New York, New England, New Brunswick, New Places

Monday, May 23rd, 2016


Two years ago I published a screen print of the Statue of Liberty at the request of Eastern National Bookstores so thought it about time to visit the Statue and the bookstore below.  It’s quite a monument.  I trained down from Connecticut in about 45 minutes, then stood in two lines–half hour to purchase tickets and another hour to get on the ferry.  The poster has a silhouette of my 1899 tug as the border for the statue with additional silhouettes of actual immigrants taken from an historic immigration photo.  The actual Statue of Liberty was not accessible–that takes a 6 month advanced reservation….so I contented myself with a walk around Liberty Island.   And the poster was still not up on the walls of the bookstore, but it’s only been two years……


This is the footprint of tower #1 of the WTC which today is another monument.  The new WTC towers above a full 1776′


Truly impressive.


Ranger Kevin Oldenburg of the Roosevelt Vanderbilt National Historic Sites in Hyde Park NY invites me to give my talk at the FDR Library/ Visitors Center–I am absolutely flattered.  First there is a tour of the Vanderbilt Mansion.


This was the age of “conspicuous spending” and Frederick (grandson of Cornelius) was certainly conspicuous.  Pardon the blue tarps–they’re rebuilding the porches, columns and all.  Kevin gave me a private tour and we delved into many nooks and crannies……


In this nook, we found an orrery or clock of our solar system with only the Sun, Mercury, Venus and the Earth and Moon–which was pretty much all that was known when these were figured out.  The ecliptic rises at 23 degrees.  Kevin had answers to all my questions.


And then a piano hidden in this cranny.  Now I’m a sucker for pianos–even broke my leg walking to one a few years back–but this is quite fancy;  an 1883 Steinway which is tuned and occasionally played.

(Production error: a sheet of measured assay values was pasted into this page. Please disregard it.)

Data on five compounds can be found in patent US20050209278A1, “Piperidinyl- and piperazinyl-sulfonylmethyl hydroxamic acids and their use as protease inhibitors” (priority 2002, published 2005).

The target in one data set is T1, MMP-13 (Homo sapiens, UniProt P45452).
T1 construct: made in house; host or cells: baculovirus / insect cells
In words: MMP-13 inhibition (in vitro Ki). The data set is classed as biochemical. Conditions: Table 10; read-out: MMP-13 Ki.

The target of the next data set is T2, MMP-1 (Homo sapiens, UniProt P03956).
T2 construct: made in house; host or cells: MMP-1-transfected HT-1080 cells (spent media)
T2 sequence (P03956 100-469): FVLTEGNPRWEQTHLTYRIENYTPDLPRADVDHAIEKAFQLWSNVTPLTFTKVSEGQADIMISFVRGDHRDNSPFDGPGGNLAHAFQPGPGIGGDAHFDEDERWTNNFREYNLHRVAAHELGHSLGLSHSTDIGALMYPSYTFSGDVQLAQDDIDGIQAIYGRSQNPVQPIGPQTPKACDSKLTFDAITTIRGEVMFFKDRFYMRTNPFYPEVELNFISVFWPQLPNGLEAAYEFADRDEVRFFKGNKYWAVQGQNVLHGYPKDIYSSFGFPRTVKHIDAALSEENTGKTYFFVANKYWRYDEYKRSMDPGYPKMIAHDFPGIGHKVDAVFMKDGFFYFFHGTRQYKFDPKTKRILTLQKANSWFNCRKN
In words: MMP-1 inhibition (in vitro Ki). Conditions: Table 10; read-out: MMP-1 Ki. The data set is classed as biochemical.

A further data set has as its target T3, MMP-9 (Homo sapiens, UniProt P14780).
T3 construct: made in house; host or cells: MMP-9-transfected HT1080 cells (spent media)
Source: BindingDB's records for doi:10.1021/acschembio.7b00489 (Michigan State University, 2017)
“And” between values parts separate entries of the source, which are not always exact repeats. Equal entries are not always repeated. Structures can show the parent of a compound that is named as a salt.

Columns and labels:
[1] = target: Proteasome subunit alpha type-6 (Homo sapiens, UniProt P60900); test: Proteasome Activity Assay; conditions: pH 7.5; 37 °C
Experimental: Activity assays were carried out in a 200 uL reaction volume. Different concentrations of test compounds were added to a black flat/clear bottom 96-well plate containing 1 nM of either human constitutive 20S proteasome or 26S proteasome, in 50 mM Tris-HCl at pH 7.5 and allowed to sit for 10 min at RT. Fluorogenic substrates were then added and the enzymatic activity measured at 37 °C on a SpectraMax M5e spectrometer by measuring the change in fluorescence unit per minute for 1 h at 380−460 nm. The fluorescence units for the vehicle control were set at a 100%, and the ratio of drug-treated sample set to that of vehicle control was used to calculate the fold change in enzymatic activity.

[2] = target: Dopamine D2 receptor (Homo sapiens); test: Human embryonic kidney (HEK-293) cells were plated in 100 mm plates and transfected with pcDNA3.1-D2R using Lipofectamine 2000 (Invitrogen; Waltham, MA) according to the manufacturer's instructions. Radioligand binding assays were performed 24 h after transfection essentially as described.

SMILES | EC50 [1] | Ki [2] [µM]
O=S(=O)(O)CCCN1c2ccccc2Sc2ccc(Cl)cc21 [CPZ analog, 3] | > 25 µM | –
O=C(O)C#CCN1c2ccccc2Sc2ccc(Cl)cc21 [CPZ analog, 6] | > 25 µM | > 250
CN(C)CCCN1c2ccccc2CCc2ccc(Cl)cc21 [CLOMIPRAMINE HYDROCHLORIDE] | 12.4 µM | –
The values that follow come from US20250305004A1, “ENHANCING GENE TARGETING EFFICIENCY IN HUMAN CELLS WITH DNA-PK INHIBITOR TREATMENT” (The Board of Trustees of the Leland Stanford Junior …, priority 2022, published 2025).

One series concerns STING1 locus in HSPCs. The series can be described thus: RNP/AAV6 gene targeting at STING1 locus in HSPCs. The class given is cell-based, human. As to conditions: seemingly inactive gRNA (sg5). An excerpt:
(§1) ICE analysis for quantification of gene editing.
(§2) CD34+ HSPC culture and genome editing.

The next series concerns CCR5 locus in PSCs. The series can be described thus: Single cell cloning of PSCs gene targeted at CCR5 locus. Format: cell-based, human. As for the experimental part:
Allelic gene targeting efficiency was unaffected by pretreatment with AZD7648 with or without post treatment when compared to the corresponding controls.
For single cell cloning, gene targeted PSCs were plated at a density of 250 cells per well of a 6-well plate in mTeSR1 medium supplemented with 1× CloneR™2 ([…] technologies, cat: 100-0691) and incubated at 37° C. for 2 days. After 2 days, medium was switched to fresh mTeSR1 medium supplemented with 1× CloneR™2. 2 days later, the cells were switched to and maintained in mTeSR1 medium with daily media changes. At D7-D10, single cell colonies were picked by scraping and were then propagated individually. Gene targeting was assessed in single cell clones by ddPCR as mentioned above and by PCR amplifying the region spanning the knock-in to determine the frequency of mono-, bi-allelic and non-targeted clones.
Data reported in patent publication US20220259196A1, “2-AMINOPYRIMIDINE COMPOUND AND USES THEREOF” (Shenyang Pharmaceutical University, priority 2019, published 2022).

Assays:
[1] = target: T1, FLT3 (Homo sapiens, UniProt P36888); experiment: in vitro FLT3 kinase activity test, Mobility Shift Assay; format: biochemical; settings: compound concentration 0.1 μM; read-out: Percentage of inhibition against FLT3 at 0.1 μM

The NPS manages dozens of units in  the Hudson River Valley, and in Hyde Park I visit three:  The Roosevelt Home, Val-Kill Residence (Eleanor Roosevelt’s retreat) and The Vanderbilt Mansion.  The Visitor Center at the Vanderbilt hosts nine posters which introduce an exhibit about FDR and his National Park and WPA–CCC involvement.  It will run a year or more so try to attend.


This is FDRs desk at his home.  He was born in this house and was an only child–which nearly killed his mother at childbirth.  Eleanor moved into this home with FDR’s parents, so never had her own to raise their 6 children–five of whom survived.  I met Elliot Roosevelt in Puget Sound in about 1983.   FDR hosted world dignitaries here in 1939 including King George VI and Queen Elizabeth and Winston Churchill.


FDR’s wheelchair can be seen center left–it was a simple oak kitchen chair with wheels added.  That way, he could sit with a blanket over his knees and not draw attention to his polio stricken legs.  He contracted polio when he was 39; it was misdiagnosed which may have allowed this disease to progress further.


Posted at the FDR Library is this “Message to Congress” that everyone over 80 remembers hearing FDR read on the radio.  Besides plunging the US into a two-front war, it also ended the WPA and the poster project with only 14 parks having participated.


Also posted in the FDR Library is this letter from Albert Einstein.  Einstein said this was probably the biggest mistake of his lifetime.


Who wouldn’t love this 1936 Ford Phaeton.  It was equipped with hand controls so FDR could operate the vehicle, which he often did.


I get back from my talk at 8pm and offer my condolences to my next door campers–a tree crashed down nailing two cars–this was the worst.  Now, I had the pick of this site a few hours earlier and almost camped here, but chose the next one.  My trailer, seen just beyond, was spared……  whew!


After that scare, and with a week of free time before my Baa Haaba (Bar Harbor & Acadia) talks, I decide to explore the Bay of Fundy.  I live in Alaska where 26′ of tidal variations are the norm.  However, the Bay of Fundy boasts full 46′ tidal fluctuations on average shared at various points around the bay.  The ‘mother of all extremes’ occurred in 1869 when the Saxby Storm piled 71′ of water at the head of the Bay of Fundy.


The beautiful New Brunswick town of Shediac–Home of the Worlds Largest Lobster–visit if you can and stay tuned……..